From 1915-1918, the Armenian genocide was responsible for the deaths of 1.5 million Armenians in the Ottoman Empire. One of the worst atrocities in human history, the word “genocide” was actually coined to describe the horrific murder of this minority population by the Ottoman government. One hundred years later, modern day Turkey still denies that a genocide occurred. While 43 states in America have independently recognized the Armenian Genocide, the U.S. government has not put forth an official position, instead using words like "massacre" and "humanitarian tragedy to describe the event.
These heartbreaking photos of the Armenian genocide (also called the Armenian Holocaust) show just how gruesome a time it was for the Armenian people. Able-bodied men were routinely rounded up and forced into army conscription or massacred outright.Women and children were forced from their homes, deported, and sent on death marches into the Syrian Desert, often facing unimaginably brutal treatment along the way.
April 24 is the date usually observed to commemorate those who lost their lives during the horrendous affair. To truly understand their suffering is difficult, but these Armenian genocide pictures give a glimpse into the massive amounts of death and despair the Armenian people endured.
These rare photos of the Armenian genocide were mostly taken by American missionaries and other international diplomats, since the Young Turk government of the Ottoman Empire restricted photography and reporting of the events. Many of them are difficult to look at and may be NSFW. Hopefully, these Armenian genocide photos are evidence of the kinds of human depravity the world will never face again.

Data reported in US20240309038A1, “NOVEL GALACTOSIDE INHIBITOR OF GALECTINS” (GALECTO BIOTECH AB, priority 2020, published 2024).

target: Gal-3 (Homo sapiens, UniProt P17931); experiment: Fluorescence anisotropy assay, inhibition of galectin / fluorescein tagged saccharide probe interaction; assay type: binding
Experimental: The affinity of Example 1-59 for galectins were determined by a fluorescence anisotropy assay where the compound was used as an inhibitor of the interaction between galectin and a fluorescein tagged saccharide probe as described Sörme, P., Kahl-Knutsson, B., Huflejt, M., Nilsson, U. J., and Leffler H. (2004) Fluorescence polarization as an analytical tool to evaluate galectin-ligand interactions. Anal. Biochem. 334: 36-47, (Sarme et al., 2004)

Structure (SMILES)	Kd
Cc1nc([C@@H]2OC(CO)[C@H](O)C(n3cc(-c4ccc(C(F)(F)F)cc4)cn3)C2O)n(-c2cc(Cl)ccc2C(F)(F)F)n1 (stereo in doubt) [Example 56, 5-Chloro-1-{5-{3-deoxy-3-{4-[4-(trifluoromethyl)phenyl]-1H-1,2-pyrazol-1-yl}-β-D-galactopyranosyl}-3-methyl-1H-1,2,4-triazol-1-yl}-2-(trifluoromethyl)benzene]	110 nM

German Major General Friedrich Freiherr Kress von Kressenstein wrote, "The Turkish policy of causing starvation is an all too obvious proof, if proof was still needed as to who is responsible for the massacre, for the Turkish resolve to destroy the Armenians."(Source)
Somewhere between 1 million and 1.5 million Armenians died during the genocide, which lasted from 1915-1918.(Source)
Although the Turkish government claimed to be "deporting" the Armenians, it soon became clear that they were making no effort to provide food, clothing, or shelter. Instead, many were left starving on the streets.(Source)
The Ottoman Turks restricted photography and reporting during the genocide, but news of the atrocities spread due to the pictures taken by American and other international aid workers.(Source)